Latest update March 26th, 2023 12:59 AM
Dec 25, 2015 News
The second sugar crop for 2015 officially ended on Wednesday evening, with the Guyana Sugar Corporation (GuySuCo) achieving 231,145 tonnes – 3,702 tonnes more than its target of 227,443 tonnes. The second crop realised 150,007 tonnes, surpassing the target of 146,300 tonnes, breaking an 11-year period of a second crop not fulfilling its goal.
Chief Executive Officer of the corporation, Errol Hanoman told the Government Information Agency (GINA) that such achievement has come about because the management team was very motivated and workers gave of their best and most importantly, the corporation was allowed to do the job without interference
“We have been allowed to manage. The management team focused solely on getting the tasks done, there were no distractions,” Hanoman reiterated.
The Coalition Government, cognisant of sugar’s importance to Guyana and the livelihoods of the industry’s 17,000 workforce, appointed a new Board of Directors to manage the ailing company, and instituted a Commission of Inquiry (COI) to look into the company’s operations.
The last time the industry achieved its production target was in 2004 when it produced 325,317 tonnes of sugar. This is despite the company over the years, consistently lowering its set targets.
Last week when the second crop target was achieved, Prime Minister Moses Nagamootoo had commended the workers and the management for their accomplishment, reminding that the corporation has to work on regaining its profitability.
Meanwhile, Hanoman said he is keen to begin working on next year’s target which has been set at 242,287 tonnes, a five percent increase over the 2015 target.
“My mind is now on 2016. We will be working to achieve 240,000 tonnes so we have to start refining our strategies to be able to be on top of our game. There will be lots of challenges, so at every level we have to go systematically to achieve the target, and so as we go into the new year’s production, we all know where we stand,” the CEO stated.
Hanoman told GINA that the company’s debt is still huge, standing at $78.6 billion, down from the $82 billion it had racked up by July of this year.
But while it has achieved increased production, the company has to address its huge debt, and high production cost. Production is only one element to returning the corporation to viability.
Reminding of the two strikes called by the Guyana Agricultural and General Workers’ Union (GAWU), which affected the corporation attaining its sugar target earlier, he said, “We are looking forward to a healthy, constructive relation with all the unions. All of us are working toward the same goal of ensuring viability of the company and security of employment for the workforce.”
Minister of State, Joseph Harmon on Wednesday, speaking on the issue of viability, said that some estates may have to merge. Wales and Uitvlugt, the West Demerara Estates are two targeted for merging.
Cabinet held a retreat on November 28, where members were briefed on the state of affairs at GuySuco, based on a detailed report from the COI.
Harmon stated that it was agreed at Cabinet that “because the industry is vital to many people whose livelihoods depend on GuySuCo and also because GuySuCo is important to Guyana’s overall economy, that there is a need for much wider consultations, with all stakeholders and (the) general public, regarding the future direction of GuySuCo.”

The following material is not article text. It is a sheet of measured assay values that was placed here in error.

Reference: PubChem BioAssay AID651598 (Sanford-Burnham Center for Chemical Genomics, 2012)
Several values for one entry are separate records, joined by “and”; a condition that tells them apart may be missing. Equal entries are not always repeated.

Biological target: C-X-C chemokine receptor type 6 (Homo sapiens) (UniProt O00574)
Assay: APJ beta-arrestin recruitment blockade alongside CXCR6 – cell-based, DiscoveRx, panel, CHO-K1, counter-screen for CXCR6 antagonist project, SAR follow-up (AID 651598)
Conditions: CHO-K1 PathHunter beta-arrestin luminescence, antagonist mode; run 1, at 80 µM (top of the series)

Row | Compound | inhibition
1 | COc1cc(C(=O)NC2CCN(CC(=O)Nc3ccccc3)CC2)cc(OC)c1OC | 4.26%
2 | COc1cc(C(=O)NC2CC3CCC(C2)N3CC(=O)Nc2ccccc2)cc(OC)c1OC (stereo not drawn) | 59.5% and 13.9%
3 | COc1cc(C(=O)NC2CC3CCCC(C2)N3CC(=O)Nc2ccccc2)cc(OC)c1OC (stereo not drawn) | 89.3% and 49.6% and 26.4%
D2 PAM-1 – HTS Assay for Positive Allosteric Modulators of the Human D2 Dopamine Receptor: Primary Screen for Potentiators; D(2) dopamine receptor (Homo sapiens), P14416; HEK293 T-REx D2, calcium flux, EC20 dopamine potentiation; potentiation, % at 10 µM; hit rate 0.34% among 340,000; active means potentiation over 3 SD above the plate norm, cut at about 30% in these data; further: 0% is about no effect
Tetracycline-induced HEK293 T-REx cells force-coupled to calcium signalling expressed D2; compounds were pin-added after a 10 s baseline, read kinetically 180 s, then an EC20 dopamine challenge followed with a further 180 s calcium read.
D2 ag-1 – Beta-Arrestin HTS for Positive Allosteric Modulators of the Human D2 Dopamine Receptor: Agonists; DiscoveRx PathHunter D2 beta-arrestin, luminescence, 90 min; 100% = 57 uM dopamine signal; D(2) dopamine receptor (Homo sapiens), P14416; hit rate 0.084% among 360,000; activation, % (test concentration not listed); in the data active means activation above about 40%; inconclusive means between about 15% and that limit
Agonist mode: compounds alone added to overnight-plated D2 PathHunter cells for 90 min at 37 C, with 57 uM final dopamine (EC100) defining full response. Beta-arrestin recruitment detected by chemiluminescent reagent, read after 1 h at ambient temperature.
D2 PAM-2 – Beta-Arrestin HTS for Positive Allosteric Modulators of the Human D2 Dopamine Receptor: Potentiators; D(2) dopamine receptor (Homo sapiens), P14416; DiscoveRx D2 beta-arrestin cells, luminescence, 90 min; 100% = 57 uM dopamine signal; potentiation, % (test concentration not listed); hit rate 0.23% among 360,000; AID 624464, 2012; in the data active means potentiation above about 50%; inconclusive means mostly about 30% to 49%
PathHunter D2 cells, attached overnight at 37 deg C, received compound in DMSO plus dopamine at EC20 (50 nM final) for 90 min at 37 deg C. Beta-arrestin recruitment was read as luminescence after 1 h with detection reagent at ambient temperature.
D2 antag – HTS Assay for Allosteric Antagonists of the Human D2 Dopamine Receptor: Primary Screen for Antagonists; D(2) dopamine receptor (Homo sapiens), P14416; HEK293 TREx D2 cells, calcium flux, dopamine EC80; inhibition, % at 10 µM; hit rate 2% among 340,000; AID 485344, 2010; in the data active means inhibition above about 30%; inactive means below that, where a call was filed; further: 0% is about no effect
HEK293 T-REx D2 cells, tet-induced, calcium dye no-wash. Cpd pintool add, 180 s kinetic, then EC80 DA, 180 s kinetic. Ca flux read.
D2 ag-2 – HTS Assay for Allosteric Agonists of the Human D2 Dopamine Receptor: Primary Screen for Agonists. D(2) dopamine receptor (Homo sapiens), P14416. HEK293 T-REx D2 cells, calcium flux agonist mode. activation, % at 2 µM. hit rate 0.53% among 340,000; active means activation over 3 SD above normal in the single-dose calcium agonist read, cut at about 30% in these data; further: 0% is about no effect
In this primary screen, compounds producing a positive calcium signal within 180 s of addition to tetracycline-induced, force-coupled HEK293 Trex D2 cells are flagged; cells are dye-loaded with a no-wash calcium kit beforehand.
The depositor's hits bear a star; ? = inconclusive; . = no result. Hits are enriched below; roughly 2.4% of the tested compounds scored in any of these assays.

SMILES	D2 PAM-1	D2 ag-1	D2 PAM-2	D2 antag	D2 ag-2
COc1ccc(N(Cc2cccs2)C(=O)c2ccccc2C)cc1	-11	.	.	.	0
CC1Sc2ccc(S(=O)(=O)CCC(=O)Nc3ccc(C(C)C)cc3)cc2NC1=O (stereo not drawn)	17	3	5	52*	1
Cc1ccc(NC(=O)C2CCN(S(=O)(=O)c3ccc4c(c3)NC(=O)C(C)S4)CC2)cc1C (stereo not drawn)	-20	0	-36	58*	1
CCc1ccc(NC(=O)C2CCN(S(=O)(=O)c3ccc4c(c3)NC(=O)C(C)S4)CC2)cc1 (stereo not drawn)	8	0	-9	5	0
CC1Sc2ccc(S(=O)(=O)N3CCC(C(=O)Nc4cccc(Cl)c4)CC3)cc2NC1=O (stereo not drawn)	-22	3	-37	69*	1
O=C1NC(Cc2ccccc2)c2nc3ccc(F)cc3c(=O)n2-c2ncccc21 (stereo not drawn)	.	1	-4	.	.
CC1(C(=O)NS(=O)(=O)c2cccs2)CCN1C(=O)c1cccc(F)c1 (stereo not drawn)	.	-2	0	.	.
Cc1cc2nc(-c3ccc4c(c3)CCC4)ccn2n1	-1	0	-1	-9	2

He noted that based on the nature of GuySuco and its great value, the COI’s report will be sent to the National Assembly for deliberations before any decision is made. The report of the COI will be put before the Economic Services Committee of the National Assembly next week.
Over the years, the previous government injected billions of tax-payers’ dollars into the sugar sector, yet it remained in a dire state. The industry’s output over the last two years did not meet expectations. The 2013 production was a meagre 186,770 tonnes, and only a modest target of 215,910 tonnes was set for 2014. This is despite the industry receiving huge sums as bailouts.
The removal of preferential prices which African, Caribbean and Pacific (ACP) countries like Guyana enjoyed from the EU, worsened the corporation’s problems. Guyana has to compete in a volatile sugar market, where market prices continue to decline. Removal of the preferential market, therefore has forced GuySuCo to be more efficient, to remain competitive.
Meanwhile, with regard to sugar sales, Agriculture Minister Noel Holder reported on Wednesday that the world market prices impacted negatively in this regard.
“This was very evident from sugar sold to the European market where the price received is very much related to the World Market Price. Sales of value added sugar increased significantly from 2014 levels and our presence was re-established in most of the CARICOM countries. Sales of our latest brand of package sugar “Enmore Crystals” which is aimed at the North American market, commenced in 2015 in both the USA and Canada,” he explained.
Guyana anticipates export sales to the amount of 210,000 tonnes by December 31.
Apart from the rising production cost that GuySuCo has to battle, the issue of wages and salaries impact greatly on the corporation’s operating costs. Wages and salaries have accounted for about 65 percent of GuySuCo’s operating cost.
The sugar industry’s recovery will not be without many challenges and setbacks however, the coalition government is adamant that it will do all that it can to return the industry to a viable state. It has said that sugar ‘is too big to fail’.
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